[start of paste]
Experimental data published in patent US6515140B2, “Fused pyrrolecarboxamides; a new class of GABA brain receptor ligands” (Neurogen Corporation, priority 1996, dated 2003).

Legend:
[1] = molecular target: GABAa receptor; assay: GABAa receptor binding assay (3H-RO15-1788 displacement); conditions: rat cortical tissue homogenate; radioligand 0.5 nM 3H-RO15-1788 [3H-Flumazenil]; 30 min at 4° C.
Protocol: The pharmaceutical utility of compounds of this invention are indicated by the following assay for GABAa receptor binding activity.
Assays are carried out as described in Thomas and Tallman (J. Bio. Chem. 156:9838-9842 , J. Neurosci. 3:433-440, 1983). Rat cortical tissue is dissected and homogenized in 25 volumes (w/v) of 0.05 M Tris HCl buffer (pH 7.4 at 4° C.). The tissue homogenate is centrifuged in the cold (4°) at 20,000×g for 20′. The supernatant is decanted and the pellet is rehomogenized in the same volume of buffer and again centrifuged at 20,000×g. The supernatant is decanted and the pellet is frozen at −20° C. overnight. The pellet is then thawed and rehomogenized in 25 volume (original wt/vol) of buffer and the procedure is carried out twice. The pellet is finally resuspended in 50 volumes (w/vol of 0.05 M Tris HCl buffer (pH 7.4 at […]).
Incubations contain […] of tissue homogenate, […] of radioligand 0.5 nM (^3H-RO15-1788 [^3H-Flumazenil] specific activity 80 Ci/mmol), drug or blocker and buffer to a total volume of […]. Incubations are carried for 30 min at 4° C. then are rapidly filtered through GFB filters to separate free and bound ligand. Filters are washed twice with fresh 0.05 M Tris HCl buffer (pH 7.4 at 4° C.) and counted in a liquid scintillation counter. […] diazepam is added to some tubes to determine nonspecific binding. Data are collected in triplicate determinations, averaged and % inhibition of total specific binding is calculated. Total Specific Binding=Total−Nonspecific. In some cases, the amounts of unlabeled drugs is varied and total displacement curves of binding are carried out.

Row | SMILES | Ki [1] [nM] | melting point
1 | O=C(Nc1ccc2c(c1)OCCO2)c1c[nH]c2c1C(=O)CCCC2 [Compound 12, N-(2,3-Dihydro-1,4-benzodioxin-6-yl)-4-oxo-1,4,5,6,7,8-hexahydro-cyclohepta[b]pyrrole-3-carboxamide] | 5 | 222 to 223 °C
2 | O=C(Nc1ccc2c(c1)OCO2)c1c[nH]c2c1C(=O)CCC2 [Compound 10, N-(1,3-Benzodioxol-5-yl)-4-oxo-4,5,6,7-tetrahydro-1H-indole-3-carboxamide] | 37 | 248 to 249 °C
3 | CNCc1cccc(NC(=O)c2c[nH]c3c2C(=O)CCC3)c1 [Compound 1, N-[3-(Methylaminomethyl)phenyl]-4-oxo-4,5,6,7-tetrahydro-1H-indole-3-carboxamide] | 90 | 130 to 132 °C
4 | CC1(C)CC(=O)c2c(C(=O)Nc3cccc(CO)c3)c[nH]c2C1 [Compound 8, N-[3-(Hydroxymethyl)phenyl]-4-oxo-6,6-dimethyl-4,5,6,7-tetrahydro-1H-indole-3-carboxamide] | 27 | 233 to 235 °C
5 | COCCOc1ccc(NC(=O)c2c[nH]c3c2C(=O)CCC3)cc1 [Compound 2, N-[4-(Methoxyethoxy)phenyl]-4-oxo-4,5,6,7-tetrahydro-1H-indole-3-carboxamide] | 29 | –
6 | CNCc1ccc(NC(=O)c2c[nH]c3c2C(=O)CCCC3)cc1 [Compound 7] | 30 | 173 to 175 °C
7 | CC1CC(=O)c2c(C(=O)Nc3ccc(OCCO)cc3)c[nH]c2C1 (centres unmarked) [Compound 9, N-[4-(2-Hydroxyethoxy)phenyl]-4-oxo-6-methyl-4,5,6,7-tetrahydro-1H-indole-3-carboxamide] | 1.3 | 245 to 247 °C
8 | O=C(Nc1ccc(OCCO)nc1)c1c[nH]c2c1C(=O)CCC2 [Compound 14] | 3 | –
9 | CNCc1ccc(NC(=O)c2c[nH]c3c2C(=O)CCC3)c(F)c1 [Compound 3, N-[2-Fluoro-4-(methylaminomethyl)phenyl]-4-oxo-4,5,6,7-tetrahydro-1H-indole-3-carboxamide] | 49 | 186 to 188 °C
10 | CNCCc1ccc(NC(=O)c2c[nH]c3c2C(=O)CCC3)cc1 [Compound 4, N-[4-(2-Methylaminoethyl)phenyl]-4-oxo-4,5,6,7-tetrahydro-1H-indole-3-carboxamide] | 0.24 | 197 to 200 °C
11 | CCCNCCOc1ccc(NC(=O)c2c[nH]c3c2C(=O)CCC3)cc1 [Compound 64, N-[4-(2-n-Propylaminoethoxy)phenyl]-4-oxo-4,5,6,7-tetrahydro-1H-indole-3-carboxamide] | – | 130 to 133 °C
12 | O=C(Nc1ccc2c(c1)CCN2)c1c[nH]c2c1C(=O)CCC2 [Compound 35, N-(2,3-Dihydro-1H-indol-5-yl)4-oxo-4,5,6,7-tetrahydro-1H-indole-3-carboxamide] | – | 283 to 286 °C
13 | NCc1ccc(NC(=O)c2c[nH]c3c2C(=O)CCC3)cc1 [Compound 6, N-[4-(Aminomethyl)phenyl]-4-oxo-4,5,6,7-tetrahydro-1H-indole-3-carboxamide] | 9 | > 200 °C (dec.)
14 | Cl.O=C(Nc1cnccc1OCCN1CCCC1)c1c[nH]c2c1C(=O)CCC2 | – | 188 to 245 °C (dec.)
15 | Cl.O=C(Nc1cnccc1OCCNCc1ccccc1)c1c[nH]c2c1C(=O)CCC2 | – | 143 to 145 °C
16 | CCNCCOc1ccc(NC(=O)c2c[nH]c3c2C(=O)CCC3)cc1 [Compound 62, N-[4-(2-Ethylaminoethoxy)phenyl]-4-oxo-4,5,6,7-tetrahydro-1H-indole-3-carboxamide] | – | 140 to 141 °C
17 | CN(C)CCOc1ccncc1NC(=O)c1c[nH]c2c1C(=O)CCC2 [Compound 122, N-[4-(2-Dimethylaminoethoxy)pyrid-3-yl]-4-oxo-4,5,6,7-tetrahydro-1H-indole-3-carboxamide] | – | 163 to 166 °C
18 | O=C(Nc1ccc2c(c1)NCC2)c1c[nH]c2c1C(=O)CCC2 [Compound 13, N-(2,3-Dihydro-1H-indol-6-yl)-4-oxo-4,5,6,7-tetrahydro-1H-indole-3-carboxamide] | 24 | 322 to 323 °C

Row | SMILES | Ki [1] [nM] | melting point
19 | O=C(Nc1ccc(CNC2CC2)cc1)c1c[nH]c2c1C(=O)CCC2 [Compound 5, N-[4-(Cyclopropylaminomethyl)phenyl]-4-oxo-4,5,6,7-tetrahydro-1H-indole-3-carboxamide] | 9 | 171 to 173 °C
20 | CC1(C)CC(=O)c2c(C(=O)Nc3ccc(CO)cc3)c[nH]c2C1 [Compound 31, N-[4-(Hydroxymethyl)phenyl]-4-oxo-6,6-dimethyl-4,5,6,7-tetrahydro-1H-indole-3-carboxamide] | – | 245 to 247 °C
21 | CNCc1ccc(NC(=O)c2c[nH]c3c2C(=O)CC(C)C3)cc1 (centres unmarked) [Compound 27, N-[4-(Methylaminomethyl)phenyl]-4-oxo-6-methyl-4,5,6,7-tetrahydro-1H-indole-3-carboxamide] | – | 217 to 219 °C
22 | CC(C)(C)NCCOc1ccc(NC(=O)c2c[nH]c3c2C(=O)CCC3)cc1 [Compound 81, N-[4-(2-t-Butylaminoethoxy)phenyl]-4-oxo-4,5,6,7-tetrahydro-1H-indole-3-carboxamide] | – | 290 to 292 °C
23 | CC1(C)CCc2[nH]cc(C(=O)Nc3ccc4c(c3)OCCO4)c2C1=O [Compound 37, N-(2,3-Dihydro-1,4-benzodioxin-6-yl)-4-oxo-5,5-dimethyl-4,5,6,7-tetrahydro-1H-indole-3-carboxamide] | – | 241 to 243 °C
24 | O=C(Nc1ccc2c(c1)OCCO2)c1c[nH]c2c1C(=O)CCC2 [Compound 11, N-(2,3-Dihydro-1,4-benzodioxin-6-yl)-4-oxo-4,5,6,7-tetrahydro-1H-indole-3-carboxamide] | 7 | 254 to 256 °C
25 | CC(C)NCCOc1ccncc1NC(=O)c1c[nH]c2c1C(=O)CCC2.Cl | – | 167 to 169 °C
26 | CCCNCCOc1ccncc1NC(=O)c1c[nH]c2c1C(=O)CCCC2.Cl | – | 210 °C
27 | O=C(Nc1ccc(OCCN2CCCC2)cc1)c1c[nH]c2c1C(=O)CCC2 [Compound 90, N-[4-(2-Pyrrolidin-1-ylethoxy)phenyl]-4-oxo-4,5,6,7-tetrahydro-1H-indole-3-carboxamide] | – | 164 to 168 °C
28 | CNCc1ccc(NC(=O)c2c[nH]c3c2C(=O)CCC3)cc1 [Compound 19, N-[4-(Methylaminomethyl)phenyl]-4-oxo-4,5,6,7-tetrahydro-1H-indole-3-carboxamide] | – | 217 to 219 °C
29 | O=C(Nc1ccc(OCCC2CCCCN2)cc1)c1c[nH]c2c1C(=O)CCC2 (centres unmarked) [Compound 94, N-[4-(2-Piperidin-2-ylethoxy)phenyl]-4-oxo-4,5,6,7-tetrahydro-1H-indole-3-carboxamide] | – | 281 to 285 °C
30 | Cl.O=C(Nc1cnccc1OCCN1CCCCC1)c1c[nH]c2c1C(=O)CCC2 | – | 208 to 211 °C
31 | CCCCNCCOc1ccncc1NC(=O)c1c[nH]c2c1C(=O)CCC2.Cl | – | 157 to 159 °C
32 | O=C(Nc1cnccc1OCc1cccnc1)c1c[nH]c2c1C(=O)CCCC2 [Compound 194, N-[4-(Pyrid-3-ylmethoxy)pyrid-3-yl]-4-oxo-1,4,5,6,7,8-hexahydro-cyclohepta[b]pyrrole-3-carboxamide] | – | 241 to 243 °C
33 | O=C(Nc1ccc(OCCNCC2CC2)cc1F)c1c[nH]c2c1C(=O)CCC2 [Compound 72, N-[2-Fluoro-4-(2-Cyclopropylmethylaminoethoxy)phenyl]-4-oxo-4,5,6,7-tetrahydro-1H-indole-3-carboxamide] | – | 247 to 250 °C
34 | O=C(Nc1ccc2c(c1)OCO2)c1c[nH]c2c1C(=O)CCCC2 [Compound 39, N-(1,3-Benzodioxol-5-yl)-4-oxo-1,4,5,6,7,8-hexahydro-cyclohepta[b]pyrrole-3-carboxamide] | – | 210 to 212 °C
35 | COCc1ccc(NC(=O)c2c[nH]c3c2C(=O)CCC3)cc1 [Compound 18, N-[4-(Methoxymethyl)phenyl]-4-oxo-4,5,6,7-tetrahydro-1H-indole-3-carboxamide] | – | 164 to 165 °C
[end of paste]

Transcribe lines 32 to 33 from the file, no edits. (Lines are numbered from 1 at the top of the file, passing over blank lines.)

24 | O=C(Nc1ccc2c(c1)OCCO2)c1c[nH]c2c1C(=O)CCC2 [Compound 11, N-(2,3-Dihydro-1,4-benzodioxin-6-yl)-4-oxo-4,5,6,7-tetrahydro-1H-indole-3-carboxamide] | 7 | 254 to 256 °C
25 | CC(C)NCCOc1ccncc1NC(=O)c1c[nH]c2c1C(=O)CCC2.Cl | – | 167 to 169 °C